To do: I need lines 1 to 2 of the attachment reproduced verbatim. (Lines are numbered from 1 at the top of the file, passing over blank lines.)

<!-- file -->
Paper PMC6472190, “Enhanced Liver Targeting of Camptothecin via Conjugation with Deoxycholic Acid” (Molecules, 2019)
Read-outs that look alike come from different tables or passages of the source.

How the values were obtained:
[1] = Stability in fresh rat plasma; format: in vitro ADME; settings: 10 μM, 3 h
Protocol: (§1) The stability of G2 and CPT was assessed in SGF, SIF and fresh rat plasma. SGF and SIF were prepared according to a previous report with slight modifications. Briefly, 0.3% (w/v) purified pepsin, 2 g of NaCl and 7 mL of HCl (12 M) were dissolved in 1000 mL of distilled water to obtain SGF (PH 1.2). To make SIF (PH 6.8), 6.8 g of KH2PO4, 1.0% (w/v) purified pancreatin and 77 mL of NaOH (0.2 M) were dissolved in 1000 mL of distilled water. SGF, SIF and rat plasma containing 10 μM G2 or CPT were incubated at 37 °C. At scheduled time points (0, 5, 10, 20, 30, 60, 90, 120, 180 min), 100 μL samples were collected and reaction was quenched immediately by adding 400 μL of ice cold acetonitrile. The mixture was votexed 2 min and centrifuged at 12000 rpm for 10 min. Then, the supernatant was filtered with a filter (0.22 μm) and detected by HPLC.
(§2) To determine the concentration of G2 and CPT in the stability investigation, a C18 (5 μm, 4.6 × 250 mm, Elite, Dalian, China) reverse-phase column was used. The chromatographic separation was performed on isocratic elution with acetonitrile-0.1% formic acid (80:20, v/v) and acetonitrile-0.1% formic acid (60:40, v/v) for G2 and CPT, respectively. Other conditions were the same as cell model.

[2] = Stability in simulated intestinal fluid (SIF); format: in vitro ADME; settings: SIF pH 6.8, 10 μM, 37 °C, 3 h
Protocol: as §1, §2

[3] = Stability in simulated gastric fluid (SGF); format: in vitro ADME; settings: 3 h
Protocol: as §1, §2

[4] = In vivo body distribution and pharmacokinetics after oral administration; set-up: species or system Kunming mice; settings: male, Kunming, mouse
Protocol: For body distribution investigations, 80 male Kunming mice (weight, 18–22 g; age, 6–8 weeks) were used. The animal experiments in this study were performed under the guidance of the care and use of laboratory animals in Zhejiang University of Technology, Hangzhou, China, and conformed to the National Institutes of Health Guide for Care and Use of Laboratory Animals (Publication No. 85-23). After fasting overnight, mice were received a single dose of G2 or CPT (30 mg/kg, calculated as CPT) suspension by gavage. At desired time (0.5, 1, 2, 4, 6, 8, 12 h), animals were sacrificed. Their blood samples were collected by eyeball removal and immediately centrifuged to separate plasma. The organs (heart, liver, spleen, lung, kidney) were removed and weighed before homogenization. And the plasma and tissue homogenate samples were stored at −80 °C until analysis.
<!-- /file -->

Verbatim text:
Paper PMC6472190, “Enhanced Liver Targeting of Camptothecin via Conjugation with Deoxycholic Acid” (Molecules, 2019)
Read-outs that look alike come from different tables or passages of the source.